The Prince George’s County school system is investigating how the personal information of thousands of its employees ended up in a report that was forwarded to personal e-mail addresses outside the system this month.

Max Pugh, a schools spokesman, said the district has begun an investigation into how more than 10,000 employees’ names, Social Security numbers, birth dates and employee identification numbers were compromised.

Deputy Superintendent Monique W. Davis sent an e-mail to nearly half of the school district’s 23,785-person workforce last week alerting the employees that their personal data was “potentially exposed” to others when the school district sent an e-mail that inadvertently included the private information.

The school system apologized and said it was working to ensure that it does not happen again.

“We have initiated an internal investigation to determine why the report included the information,” Pugh said. He said there was a delay in notification — of about a week — because the school system had to determine the scale of the leak before reaching out to employees.

The system’s Human Resources Division contacted the teachers and principals unions’ leadership on Nov. 17 to tell them about the Nov. 14 leak, and an e-mail to employees who were affected was sent on Nov. 21.

The leak has angered employees, who have questioned the length of time it took to notify them that they might be at risk of identity theft. They also said it is unclear to them how many people received their personal information or what might happen to it.

Darla Heinz, a teacher at Northwestern High School in Hyattsville, said she is concerned about long-range ramifications, including someone holding onto the information for years and potentially creating havoc at a later date.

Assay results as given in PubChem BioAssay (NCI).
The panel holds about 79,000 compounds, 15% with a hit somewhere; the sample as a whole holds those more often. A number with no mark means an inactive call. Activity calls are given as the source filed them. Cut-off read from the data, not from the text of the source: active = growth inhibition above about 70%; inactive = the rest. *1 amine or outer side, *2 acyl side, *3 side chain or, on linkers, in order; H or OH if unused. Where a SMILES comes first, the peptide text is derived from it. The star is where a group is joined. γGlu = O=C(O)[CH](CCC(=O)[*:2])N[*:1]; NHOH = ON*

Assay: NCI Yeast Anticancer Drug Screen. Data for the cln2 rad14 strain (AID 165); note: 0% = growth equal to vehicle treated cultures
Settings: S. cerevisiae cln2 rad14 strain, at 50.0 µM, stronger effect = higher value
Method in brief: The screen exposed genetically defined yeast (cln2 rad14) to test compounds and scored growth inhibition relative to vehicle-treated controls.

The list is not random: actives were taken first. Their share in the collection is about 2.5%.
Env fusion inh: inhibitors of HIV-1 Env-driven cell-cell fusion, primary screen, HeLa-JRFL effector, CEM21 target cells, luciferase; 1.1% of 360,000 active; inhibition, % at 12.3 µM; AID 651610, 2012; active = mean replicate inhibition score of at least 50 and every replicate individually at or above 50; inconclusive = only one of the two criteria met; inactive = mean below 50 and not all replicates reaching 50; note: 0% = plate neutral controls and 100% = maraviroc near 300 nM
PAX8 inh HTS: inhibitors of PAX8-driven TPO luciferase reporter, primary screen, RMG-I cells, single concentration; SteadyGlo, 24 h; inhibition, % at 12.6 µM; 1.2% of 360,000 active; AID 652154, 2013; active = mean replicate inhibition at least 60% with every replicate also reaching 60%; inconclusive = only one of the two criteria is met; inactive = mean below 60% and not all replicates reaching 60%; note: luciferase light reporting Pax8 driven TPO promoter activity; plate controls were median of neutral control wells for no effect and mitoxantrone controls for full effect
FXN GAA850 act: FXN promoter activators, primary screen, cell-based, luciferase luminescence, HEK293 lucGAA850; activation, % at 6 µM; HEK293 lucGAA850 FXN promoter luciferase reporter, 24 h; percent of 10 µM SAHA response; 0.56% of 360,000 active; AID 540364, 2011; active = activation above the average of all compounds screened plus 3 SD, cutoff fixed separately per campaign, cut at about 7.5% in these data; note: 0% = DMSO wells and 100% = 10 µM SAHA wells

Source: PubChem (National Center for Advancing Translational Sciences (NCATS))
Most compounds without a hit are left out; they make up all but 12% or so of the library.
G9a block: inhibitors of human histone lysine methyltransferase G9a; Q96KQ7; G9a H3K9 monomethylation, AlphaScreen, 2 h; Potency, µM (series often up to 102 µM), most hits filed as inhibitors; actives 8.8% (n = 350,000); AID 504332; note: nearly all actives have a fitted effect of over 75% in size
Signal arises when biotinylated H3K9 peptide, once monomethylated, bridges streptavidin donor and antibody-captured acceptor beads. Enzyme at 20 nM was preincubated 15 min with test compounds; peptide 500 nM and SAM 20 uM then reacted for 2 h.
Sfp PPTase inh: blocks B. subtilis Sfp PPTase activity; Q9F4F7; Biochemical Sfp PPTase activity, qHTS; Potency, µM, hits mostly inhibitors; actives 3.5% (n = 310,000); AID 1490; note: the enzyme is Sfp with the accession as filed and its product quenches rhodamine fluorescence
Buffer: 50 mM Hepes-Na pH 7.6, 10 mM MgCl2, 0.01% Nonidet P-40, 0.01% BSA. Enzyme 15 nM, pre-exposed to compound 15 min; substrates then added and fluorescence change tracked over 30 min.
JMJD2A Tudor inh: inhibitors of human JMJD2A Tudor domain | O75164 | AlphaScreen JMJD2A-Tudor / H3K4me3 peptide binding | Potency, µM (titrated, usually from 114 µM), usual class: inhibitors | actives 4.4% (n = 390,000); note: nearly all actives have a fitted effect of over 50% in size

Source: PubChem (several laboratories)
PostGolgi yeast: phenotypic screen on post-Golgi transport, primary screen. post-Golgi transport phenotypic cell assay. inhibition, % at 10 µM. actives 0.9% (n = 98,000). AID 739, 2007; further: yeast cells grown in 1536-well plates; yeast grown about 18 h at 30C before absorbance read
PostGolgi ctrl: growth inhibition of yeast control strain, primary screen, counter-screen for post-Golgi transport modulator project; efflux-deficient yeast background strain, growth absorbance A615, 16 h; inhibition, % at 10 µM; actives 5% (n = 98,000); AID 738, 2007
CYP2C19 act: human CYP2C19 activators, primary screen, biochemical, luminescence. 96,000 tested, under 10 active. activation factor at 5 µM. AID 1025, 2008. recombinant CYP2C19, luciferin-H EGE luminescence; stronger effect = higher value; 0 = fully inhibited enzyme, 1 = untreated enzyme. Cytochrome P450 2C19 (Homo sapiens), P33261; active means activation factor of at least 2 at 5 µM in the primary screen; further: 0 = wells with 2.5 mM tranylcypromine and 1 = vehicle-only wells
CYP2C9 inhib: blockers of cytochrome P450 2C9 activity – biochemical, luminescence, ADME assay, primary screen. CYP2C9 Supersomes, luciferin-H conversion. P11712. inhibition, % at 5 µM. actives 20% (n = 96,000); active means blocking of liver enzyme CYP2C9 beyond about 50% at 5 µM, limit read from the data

“It’s all very troubling,” Heinz said.

The president of the teachers union, Kenneth Haines, who has been a victim of identity theft, said in a letter to his members that mistakes happen.

“Unfortunately, to err is an irrevocable part of the human condition,” he wrote. “Shock and anger are the natural first reactions to such events, but it is now time to ensure that as little damage as possible arises from this breach.”

The Prince George’s County Public Schools’ Human Resources Division posted “Frequently Asked Questions” regarding the incident on its Web page Monday, but it was quickly removed.

According to the posting, Human Resources generated a “routine” report on Nov. 14 that inadvertently included the personal data. After school system officials realized that the sensitive information was in the report, the district suspended the e-mail accounts of all recipients in order to delete the file.

“As part of this process, PGCPS discovered that some recipients forwarded the report outside of the PGCPS e-mail domain,” the posting said.

In Davis’s e-mail notifying employees, she said the original ­e-mail was sent to a “select group of principals.”

A spokeswoman for the system said that the outside addresses to which the material was sent were the personal addresses of school staff members. Recipients have been contacted, said the spokeswoman, Lynn McCawley.

Human Resources said that the district’s internal auditors were conducting the investigation and that the school system has taken “appropriate action” against those responsible for gathering, sending and accessing the data.

Pugh would not comment on what action had been taken, describing it as a personnel matter.

The school system has offered a free year of credit monitoring to those whose information was in the e-mail.